It causes the eye muscles to twitch constantly, as far as changing the shape of the eyeball. Also, largely declines the peripheral field of vision, forcing eyes to remain fixed for a very small space. Glasses in this case help as much as the wheelchair for a person who has muscles weakness: they give us temporary relief, but in the end only serve to further weaken the ability of the eyes to cope with light.
Of course, I am not saying that you should get rid of sunglasses forever. You might need them if you find yourself in a situation where you are driving to the west during sunset.
But if you regularly work according to the instructions in Vision Without Glasses program, you will need them less and less as the days and perhaps weeks go by. Your eyes will then receive more light, with less discomfort. Your pupil will become more flexible, able to quickly and easily expand and contract, making the transition from dark to light less painful. You will no longer blink and your field of view will be expanded. You will not have problem with daylight ever.
Adjusting your vision
People with poor eyesight mainly make two wrong things that lead to unbalanced use of eyes: allow one eye to have a dominant role, and only use central vision, while neglecting peripheral vision.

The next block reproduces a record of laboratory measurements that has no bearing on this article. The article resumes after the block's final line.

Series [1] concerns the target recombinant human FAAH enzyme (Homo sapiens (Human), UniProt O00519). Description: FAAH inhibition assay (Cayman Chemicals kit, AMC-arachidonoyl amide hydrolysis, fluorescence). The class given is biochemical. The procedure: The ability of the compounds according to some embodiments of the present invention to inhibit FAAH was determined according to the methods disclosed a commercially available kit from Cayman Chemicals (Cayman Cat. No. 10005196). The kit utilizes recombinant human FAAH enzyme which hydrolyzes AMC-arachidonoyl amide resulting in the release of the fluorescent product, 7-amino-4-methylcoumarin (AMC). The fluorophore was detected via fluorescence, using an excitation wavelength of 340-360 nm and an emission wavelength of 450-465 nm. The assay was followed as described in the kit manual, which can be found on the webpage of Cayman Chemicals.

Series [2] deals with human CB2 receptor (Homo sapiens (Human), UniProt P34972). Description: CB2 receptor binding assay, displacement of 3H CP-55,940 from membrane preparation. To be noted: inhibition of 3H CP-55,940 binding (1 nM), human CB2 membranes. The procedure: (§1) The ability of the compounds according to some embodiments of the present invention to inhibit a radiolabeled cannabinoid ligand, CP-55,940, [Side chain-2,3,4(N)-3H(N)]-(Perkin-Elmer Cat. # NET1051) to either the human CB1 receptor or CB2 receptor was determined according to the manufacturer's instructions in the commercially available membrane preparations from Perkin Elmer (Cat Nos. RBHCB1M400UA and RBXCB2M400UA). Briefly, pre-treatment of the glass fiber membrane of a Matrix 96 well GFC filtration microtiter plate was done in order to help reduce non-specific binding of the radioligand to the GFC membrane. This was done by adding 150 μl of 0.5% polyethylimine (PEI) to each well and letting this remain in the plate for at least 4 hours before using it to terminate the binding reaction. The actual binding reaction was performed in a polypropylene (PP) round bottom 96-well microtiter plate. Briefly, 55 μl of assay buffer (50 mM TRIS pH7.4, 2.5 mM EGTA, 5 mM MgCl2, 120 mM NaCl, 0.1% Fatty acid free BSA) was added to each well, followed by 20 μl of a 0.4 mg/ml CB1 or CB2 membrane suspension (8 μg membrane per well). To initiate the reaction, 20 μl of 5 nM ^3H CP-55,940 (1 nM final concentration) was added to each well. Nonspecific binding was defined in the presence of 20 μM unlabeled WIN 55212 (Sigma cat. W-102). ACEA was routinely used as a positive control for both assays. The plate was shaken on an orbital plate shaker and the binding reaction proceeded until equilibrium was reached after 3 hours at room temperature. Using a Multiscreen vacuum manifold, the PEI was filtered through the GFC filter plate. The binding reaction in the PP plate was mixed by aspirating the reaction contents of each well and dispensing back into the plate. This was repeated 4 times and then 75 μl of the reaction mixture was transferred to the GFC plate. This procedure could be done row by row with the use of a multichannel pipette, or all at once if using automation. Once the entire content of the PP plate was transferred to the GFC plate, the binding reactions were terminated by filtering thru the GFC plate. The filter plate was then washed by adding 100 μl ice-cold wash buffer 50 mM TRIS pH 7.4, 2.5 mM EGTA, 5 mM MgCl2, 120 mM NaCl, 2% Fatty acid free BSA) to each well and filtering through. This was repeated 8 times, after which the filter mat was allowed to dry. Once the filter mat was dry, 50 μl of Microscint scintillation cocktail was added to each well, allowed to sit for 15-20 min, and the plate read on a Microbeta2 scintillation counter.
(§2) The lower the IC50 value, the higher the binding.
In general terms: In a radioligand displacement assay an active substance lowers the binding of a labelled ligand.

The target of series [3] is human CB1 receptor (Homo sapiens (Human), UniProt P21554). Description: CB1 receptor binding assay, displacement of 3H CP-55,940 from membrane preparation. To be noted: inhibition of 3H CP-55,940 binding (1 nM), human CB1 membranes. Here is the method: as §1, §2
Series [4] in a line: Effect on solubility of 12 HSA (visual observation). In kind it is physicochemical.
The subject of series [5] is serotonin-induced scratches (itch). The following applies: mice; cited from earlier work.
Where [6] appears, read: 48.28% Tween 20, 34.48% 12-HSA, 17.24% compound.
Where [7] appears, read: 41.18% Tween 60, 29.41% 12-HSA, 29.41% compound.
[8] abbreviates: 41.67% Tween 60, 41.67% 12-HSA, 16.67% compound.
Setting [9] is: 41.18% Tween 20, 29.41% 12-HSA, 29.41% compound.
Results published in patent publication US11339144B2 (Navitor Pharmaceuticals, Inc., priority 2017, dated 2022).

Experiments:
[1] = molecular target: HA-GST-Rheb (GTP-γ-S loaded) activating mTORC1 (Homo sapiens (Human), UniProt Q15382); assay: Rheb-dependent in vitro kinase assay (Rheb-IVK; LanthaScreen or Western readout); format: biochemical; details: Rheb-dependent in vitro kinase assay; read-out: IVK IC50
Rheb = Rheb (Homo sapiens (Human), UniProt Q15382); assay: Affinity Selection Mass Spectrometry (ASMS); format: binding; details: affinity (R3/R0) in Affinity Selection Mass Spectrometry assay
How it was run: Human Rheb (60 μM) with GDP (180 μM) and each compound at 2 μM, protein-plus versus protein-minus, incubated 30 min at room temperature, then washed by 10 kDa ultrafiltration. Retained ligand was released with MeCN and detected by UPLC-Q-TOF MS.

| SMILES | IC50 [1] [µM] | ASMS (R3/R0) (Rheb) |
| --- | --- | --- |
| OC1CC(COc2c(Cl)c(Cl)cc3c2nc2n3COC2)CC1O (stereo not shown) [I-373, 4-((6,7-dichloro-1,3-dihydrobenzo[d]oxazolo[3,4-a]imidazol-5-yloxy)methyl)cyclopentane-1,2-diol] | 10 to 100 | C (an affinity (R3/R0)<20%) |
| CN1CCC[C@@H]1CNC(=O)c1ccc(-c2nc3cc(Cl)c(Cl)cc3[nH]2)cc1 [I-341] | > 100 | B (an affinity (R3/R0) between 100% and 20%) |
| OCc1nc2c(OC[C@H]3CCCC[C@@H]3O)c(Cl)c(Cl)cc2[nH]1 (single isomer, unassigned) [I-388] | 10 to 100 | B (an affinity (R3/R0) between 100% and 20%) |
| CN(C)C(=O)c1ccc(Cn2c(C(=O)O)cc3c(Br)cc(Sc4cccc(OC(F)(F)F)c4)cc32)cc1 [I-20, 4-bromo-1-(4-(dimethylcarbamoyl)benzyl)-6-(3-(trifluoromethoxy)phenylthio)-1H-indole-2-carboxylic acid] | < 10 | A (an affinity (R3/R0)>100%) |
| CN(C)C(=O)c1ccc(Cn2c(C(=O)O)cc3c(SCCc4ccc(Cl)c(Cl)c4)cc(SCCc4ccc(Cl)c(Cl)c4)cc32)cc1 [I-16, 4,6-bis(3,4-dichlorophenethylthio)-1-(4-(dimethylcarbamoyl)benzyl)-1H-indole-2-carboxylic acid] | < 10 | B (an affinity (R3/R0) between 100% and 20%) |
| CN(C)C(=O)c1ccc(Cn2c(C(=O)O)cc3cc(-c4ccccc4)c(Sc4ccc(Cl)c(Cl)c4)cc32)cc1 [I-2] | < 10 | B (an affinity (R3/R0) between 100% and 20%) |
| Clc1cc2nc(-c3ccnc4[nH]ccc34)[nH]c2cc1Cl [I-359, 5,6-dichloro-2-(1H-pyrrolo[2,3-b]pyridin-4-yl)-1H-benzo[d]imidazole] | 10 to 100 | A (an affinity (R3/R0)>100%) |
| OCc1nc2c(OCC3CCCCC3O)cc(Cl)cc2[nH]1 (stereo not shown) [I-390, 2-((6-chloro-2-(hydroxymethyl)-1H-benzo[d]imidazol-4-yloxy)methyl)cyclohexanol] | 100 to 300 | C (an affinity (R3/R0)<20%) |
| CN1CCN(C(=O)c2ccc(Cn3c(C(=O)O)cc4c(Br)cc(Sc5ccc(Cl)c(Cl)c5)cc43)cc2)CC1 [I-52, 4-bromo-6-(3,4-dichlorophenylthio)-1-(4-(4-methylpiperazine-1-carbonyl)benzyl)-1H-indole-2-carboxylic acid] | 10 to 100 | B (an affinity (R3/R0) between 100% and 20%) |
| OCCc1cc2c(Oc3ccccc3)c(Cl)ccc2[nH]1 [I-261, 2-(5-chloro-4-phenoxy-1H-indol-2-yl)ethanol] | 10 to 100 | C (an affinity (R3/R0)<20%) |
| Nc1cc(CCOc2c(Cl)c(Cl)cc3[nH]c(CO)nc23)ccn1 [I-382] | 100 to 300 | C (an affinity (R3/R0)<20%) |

Of course, it is an unconscious behavior, but conscious training can change it.
Most of us have one eye that is better than the other one. Those who suffer from myopia are aware of this phenomenon, because drug taking usually helps only to one eye. When one eye has a dominant role, it is as if we could use only a few muscles for a certain job that that requires the use of the whole body. The weaker eye that is used less frequently becomes even weaker, and the “good” eye is doing well without stopping, until it begins to lose its strength too.
Working with peripheral vision is closely linked to the balance between stronger and weaker eye. When we look in front of us with both eyes, it is easy to unconsciously let one eye done all the work. However, when you use your peripheral vision, we thereby create a field of view for each eye individually, and we so easily notice if one eye is not working properly.
Practicing with your peripheral vision also helps to discard the bad habits that you may have adopted with the excessive use of the central vision. Another great reason to be exercised peripheral vision is that it is to improve night-vision devices – used while the same cells of the retina.
Modern optometry consider for normal only 70% of peripheral vision. In other words, most of us do not exploit 30% of their sight. The ancient Romans had fun in the arenas in which their attention was dragged by objects from different points in a wide field of view.
For today’s kinds of fun, we mainly need to look right in front of our TV, cinema screen, or stage. Excessive use of the central vision causes increased eye pressure: fluids arrive in the eye much faster than it could dry, gradually creating pressure on the optic nerve. Another name for this condition is glaucoma. More about treating different eye disseases naturally, in the next articles of Eyesight Corner blog.